The recent discussions surrounding the educational pressures in Palo Alto beg an important question: What does a successful student look like in our community? How do we define success in high school, and does that answer differ from how we should be defining it for our students?
The education system was developed to prepare our kids for life in the real world. It is meant to equip our students with the skills they need to find their success. However, when we look at how we have defined success for our students, and how success is defined in the real world, there is a vast discrepancy that leaves our students unprepared.
In her guest opinion "The sorrows of young Palo Altans," Palo Alto High School student Carolyn Walworth exposed this disconnect between the professional world and the education system. She states that she and her high school peers are "lifeless bodies in a system that breeds competition, hatred, and discourages teamwork and genuine learning."
In society, collaboration, empathy, teamwork and innovation are highly valued, yet Carolyn and her peers are conditioned to believe the opposite. We Palo Altans live in a community where our motto could arguably be "think different," yet we have allowed our education system to discourage imperfect thinking.
Global thought leaders and people we hold in high regard professionally, such as Elon Musk, Richard Branson and Oprah, have all had their opinions on what it means to be successful. One common theme is failure and the resulting growth opportunities. According to Elon Musk, "Failure is an option here. If things are not failing, you are not innovating enough." Richard Branson even has a list of his top 10 quotes on failure.
When failure is a growth opportunity and a highly supported feat in the real world, why is it punished in high school and college? Our students fear failure and consider it to be avoided at all costs. How do we expect our kids to grow if they are conditioned to think that perfection is the route to success?
The gap between these two definitions of success is widening. I hear painful stories from students I work with about their "transition to the real world." They're told, "Get out there," "Show your value," and "Find your path," but not taught how to actually do it. Students discuss their struggle with networking due to their fear of rejection, their inability to understand or communicate their value and their confusion regarding their interests. Students share their feelings of helplessness, of being ill-prepared for life after school, and of anxiety that comes from not knowing. This transition would not be so painful if our education system focused on equipping our students with the skills necessary to thrive in the real world.
I clearly remember my professor's response three years ago when I told her I would miss 50 minutes of class once a month for my professional pursuits (I had launched an idea and was managing it as a full-time student). She laughed and told me college was not part time, and for every two hours of class, I was required to do four hours of homework. She discouraged my professional efforts, because in the existing system, I could not succeed professionally while also succeeding academically. Why are our students expected to spend countless hours outside of school on homework, and little to no time exploring and creating their successes?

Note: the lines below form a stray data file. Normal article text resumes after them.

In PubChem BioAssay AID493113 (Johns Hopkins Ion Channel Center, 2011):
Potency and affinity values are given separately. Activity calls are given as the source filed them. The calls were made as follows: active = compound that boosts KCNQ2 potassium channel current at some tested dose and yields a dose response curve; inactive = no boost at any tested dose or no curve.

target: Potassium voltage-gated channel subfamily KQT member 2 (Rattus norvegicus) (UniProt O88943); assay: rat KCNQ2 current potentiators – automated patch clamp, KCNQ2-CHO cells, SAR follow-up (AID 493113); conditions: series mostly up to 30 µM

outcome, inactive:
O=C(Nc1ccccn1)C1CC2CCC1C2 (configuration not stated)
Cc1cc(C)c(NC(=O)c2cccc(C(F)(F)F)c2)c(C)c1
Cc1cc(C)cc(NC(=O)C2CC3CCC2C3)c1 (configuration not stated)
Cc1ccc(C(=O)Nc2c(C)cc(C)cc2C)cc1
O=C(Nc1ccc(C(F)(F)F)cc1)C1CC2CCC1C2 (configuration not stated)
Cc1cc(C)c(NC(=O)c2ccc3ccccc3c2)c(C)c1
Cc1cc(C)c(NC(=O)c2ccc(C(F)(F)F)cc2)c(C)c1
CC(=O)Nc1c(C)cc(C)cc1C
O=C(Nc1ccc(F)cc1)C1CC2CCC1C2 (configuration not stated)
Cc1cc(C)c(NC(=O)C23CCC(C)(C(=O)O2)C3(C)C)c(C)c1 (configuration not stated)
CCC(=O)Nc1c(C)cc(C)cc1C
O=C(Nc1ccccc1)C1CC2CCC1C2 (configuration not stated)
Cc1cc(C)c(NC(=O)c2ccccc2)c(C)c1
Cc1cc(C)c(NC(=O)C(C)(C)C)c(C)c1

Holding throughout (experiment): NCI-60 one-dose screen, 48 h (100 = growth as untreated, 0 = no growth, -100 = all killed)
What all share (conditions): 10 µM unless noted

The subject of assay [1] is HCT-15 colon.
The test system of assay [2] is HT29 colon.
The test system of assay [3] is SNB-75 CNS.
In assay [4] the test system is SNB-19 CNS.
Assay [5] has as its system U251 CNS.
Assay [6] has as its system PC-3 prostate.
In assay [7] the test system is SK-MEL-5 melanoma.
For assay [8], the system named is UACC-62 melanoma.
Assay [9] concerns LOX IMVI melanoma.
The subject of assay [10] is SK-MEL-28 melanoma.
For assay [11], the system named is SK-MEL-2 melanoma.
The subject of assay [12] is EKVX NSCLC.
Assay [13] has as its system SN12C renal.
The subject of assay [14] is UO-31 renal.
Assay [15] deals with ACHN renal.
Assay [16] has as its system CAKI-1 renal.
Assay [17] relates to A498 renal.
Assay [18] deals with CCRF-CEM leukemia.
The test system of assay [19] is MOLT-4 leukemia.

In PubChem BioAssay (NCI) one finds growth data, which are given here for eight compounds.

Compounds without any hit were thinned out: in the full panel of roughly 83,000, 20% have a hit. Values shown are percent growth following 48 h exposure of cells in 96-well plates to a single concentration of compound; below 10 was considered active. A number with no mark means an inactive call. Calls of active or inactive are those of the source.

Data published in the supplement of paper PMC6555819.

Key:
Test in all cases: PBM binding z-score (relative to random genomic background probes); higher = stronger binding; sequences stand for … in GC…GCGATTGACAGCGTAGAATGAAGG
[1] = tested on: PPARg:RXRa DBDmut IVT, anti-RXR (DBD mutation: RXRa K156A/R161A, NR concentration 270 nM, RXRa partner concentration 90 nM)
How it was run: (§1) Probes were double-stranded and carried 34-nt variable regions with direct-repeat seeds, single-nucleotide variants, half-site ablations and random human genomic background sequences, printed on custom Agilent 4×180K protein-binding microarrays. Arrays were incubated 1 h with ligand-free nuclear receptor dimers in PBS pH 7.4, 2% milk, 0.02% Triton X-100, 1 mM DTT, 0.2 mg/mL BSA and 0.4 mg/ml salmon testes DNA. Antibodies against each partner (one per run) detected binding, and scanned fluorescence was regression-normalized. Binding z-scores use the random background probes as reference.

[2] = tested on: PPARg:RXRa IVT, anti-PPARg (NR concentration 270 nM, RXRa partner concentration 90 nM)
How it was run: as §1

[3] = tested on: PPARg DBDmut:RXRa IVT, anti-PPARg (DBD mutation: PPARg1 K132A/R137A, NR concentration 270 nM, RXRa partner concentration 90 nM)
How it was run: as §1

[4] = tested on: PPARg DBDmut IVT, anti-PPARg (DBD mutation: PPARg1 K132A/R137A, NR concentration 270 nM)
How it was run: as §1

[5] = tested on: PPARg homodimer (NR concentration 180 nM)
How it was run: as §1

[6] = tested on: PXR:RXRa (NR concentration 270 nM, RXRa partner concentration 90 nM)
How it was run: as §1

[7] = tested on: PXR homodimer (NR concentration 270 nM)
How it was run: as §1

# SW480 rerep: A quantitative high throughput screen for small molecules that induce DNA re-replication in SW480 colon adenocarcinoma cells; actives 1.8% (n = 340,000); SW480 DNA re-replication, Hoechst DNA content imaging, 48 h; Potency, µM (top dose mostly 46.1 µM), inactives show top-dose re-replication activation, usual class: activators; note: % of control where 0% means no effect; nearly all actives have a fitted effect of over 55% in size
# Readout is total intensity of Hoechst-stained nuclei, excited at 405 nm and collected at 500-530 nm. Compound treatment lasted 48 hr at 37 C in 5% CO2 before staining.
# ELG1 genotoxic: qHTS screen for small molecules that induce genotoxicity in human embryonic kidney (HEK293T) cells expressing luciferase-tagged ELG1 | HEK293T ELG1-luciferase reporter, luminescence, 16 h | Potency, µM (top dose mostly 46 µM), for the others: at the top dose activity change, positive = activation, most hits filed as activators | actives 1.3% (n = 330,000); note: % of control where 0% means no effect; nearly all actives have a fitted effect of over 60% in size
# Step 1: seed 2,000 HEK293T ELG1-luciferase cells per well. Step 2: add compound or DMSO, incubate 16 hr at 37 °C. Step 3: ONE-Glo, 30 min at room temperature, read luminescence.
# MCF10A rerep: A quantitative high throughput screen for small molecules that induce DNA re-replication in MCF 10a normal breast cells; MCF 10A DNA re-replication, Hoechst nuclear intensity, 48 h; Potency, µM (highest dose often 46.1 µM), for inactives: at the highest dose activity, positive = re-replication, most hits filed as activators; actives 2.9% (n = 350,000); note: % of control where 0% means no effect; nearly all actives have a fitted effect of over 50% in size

Imagine if students had the opportunity to learn what it takes to thrive independently, to be DO-ers and understand failure, to be able to communicate their strengths and acquire opportunities.
Through my line of work, I have seen the impact professional experiences can have on students. I have seen how a 15-year-old's self-confidence and motivation can skyrocket when she applies the networking skills taught to her and receives a positive email response from a CEO she admires. It is remarkable how a meaningful mentorship, one that was acquired by a 17-year-old and not something he was "placed" into, can provide a sense of direction and accountability that applies to a path beyond high school or college.
While I commend the Palo Alto Unified School District and certain districts around the country for implementing programs of this sort, I do not believe that the mindset surrounding these programs is effective. The programs must represent the real world accurately, and cannot be seen as simple "resume boosters." We cannot simply place students into internships or mentorships; we all know that nothing is handed to us in the real world. We need to teach our students how to explore their interests, and empower them to acquire opportunities independently. We need to let it be OK if a student does not enjoy an internship in a field that he or she so desperately wanted a career in. Cross it off the list and you are one step closer to discovering your true interests. Without this change of mindset, we are stuck in a system where a deceptive definition of success prevails.
It breaks my heart to hear that Carolyn and the many other students I have spoken with do not feel a sense of accomplishment or nostalgia when they look back at their high school and college years. These eight years should not be miserable. They should not lead to unemployment, helplessness and debt. We need to create a learning environment that provides students with real world experiences, and empowers them to create their own success by failing, learning and moving forward. Let's give students the opportunity to look back at these years with nostalgia and gratitude for some of the most meaningful experiences.
Shireen Jaffer is a 2011 graduate of Palo Alto High School and a 2014 University of Southern California grad. She is the founder of Skillify and can be reached at firstname.lastname@example.org.